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Angel's in the Courtroom

Updated: Sep 22, 2022

Angel Hernandez is one of, if not the most, recognizable umpire in the MLB. Unfortunately, for all of the wrong reasons.

The Original Suit

Much maligned for his inconsistencies on the field, Hernandez put his name at the forefront of the sport when he filed a discrimination claim against the MLB in 2017 alleging that there was not enough diversity among major league umpires. This claim was originally tossed by the courts in March of 2021 and Hernandez promptly filed a motion to reconsider, citing a misapplication of the law by the jury.

Judge J. Paul Oetken of the United States District Court for the Southern District of New York originally ruled that it is impossible to statistically prove racial discrimination based on the small sample size of major league umpires. Oetken also denied his motion to reconsider citing the fact that Hernandez was advocating for policy change rather than something that can be remedied by the courts.

The Current Claim

Fast forward another year to the present day and Hernandez's lawyers have filed a claim to the 2nd U.S. Circuit Court of Appeals in an attempt to overturn the summary judgment of Judge Oetken, this time citing that the MLB allegedly manipulated Hernandez's performance reviews in order to deny him an assignment to high profile games such as the World Series.

Hernandez and his lawyers focus their argument around the concept of "the inexorable zero." The inexorable zero first arose in International Brotherhood of Teamsters v. United States which was centered around Title VII of the Civil Rights Act of 1964 which prohibits employers from discriminating based on race or national origin. The precise meaning of the "inexorable zero" is still lacking a firm standard, however, it references the complete absence or a negligible amount of minorities hired by an employer.

Judge Oetken rejected this sentiment in the original claim stating,

"Hernandez attempts to rely on the inexorable zero,' or the notion that courts should set aside statistical analyses in circumstances where few minorities or women have been employed. While the inexorable zero may be compelling in the case of a larger employer who has hired or promoted no minority candidates, it is less compelling in the present context, where both the pool of umpires and the number of available promotions are small."

Hernandez and his lawyers reject this argument, stating that this sort of rationalization is an avenue for smaller employers to discriminate and not be subject to Title VII regulation.

Is Hernandez Right? (Kind of)

Whether the claims of Hernandez and his lawyers are legitimate in reference to the overall hiring and promotion practices of Major League Baseball, in Hernandez's case he is far from deserving a spot in high-leverage games. It's easy to point to the three overturned calls in game 3 of the 2018 ALDS between the Yankees and Red Sox as the glaring example of poor performance. However, it's not just one bad day.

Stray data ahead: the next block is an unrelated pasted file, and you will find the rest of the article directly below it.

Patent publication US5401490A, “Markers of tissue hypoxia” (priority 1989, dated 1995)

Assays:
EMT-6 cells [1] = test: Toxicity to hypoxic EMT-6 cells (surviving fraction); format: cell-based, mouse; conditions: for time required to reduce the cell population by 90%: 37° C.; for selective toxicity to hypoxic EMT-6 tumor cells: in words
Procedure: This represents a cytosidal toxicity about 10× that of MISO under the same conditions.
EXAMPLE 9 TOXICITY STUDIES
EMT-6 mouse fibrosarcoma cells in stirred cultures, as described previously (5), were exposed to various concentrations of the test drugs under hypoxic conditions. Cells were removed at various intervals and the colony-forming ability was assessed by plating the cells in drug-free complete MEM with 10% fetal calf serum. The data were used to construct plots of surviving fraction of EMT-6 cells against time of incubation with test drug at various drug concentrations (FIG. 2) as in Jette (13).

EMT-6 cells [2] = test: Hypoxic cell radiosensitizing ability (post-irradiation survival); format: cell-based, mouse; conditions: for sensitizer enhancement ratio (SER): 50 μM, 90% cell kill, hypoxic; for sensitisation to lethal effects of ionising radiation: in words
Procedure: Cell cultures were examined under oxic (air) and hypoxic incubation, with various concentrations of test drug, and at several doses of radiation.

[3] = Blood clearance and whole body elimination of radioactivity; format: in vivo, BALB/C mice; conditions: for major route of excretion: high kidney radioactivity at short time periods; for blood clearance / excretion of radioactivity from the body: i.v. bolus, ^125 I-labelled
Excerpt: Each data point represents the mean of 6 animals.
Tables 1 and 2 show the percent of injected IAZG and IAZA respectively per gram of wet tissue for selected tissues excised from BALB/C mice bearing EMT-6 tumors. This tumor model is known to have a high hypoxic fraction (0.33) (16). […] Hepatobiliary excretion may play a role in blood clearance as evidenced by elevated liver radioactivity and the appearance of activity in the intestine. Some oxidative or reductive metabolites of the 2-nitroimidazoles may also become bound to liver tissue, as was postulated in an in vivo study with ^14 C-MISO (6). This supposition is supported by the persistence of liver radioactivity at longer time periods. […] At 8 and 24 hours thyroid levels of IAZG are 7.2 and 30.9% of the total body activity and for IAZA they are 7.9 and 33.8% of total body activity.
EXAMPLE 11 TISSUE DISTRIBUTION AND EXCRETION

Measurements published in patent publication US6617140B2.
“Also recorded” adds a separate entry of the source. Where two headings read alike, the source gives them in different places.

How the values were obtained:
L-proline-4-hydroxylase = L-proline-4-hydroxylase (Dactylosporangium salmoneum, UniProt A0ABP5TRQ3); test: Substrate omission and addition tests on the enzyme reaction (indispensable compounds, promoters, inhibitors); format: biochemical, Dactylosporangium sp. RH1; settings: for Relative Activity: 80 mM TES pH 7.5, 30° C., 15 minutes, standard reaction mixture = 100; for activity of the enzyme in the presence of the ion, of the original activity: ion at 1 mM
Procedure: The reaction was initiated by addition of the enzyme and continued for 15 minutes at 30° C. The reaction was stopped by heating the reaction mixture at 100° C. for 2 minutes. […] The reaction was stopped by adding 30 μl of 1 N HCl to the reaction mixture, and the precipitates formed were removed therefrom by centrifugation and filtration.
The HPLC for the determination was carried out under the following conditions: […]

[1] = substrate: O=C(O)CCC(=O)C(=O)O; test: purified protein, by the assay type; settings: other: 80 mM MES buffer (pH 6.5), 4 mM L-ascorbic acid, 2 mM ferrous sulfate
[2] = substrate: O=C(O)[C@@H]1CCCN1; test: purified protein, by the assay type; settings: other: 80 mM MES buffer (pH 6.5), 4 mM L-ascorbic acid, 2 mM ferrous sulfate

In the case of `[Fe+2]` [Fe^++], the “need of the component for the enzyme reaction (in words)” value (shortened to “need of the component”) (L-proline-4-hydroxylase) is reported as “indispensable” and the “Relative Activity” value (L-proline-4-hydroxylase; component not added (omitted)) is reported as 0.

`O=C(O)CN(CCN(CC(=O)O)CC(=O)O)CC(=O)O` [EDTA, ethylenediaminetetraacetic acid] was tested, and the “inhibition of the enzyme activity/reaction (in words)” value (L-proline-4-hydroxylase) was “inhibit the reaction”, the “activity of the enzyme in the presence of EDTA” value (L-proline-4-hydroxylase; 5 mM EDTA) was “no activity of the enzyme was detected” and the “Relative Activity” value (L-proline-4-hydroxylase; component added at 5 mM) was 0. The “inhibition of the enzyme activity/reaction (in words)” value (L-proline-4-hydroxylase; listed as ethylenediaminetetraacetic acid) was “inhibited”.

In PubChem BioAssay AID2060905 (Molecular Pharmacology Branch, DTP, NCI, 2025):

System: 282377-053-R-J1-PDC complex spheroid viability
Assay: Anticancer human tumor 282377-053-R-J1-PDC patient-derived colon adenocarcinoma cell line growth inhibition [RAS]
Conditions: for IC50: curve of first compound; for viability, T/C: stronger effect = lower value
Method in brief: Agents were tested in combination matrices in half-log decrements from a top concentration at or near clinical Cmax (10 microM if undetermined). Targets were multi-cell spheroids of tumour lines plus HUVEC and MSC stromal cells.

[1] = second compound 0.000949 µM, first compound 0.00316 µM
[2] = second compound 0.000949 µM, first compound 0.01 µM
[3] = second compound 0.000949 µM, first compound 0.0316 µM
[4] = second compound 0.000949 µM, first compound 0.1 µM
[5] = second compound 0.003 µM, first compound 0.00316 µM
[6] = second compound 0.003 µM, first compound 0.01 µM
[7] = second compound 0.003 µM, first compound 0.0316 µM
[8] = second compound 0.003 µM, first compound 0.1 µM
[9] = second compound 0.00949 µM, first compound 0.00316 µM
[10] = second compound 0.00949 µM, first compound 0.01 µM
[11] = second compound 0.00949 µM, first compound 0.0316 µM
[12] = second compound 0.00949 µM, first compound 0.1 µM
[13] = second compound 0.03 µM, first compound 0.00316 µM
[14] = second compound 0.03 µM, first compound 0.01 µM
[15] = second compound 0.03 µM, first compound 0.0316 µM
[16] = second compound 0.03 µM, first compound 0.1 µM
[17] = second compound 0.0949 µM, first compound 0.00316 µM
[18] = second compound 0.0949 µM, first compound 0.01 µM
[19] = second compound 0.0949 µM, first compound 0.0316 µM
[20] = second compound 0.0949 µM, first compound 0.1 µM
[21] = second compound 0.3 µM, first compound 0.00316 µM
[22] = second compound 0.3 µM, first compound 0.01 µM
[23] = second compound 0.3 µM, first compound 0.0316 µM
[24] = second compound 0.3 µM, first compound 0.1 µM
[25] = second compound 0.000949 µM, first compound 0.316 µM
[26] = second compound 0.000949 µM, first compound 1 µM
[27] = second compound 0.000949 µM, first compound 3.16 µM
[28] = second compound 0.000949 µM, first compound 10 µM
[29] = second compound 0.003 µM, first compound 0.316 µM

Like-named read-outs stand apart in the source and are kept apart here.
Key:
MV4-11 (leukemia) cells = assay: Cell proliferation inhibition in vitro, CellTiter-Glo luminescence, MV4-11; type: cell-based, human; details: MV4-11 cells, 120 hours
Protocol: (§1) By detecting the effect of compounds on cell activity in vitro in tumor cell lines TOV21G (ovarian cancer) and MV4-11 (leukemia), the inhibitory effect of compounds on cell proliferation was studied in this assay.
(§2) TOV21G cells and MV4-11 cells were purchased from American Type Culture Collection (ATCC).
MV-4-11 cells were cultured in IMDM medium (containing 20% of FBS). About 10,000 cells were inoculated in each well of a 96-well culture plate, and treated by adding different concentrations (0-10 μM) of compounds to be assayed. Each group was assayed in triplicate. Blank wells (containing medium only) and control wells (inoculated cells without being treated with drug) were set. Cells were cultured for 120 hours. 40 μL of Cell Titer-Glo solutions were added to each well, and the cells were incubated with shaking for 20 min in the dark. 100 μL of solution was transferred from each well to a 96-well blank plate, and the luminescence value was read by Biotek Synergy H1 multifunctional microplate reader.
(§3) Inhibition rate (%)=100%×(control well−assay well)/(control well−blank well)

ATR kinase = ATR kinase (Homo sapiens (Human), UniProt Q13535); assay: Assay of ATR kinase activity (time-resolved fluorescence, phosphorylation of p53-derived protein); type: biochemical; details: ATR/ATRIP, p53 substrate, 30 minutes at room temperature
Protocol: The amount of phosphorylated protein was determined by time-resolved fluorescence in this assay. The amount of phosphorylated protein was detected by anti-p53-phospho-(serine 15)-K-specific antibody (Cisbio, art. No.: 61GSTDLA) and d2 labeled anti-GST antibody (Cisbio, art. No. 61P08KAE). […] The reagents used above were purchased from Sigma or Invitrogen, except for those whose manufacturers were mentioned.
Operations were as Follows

For the 2022 season, Hernandez is in the bottom 10 in accuracy, bottom 5 in consistency, and bottom 5 in wrong calls, with 126 in 11 games behind the plate. All of these statistics are taken from Umpire Scorecards, a website dedicated to using analytics and statistics to determine the performance of an umpire during each individual game and throughout the season. Umpire Scorecards is not affiliated with the MLB and therefore is a valuable neutral source of reference.

With all that being said, Hernandez's claims could at least raise valuable talking points for the MLB. There are only 2 minorities crew chiefs out of 19 total and there are statistically worse umpires than Hernandez who have been promoted to crew chief. Whether the claim is successful or not, players and fans alike should be pushing for the best umpires to become crew chiefs. The information is there and provided to the public by a neutral party. There are plenty of phenomenal umpires in the league like Venezuelan-born Edwin Moscoso, who since 2019 is 6th in accuracy sitting at 94.6% and is up to 94.4% consistency this season (11th best), or Mexican-born Alfonso Marquez, who is first in consistency (95%) and 3rd in accuracy (95.2%) for the 2022 season.

So while Hernandez might not be the ideal head of this movement, the idea behind it has legitimate merit. There should be more pressure on the MLB to have the best umpires as crew chiefs, and the best of those crews umpiring the highest leverage games of the season and postseason. Following this practice would seem to take positive steps towards remedying the alleged lack of diversity, as there are minority umpires currently sitting atop the stats. Either way, Hernandez's claims could have a positive impact on the league going forward and at the end of the day, fans, players, umpires, and the MLB just want to see the best product possible.

Evan Mattel is a rising 2L at Hofstra Law and VP of Sports of the Hofstra Sports and Entertainment Law Society. He is also an editor for Conduct Detrimental. He can be found on Twitter at @Evan_Mattel21.

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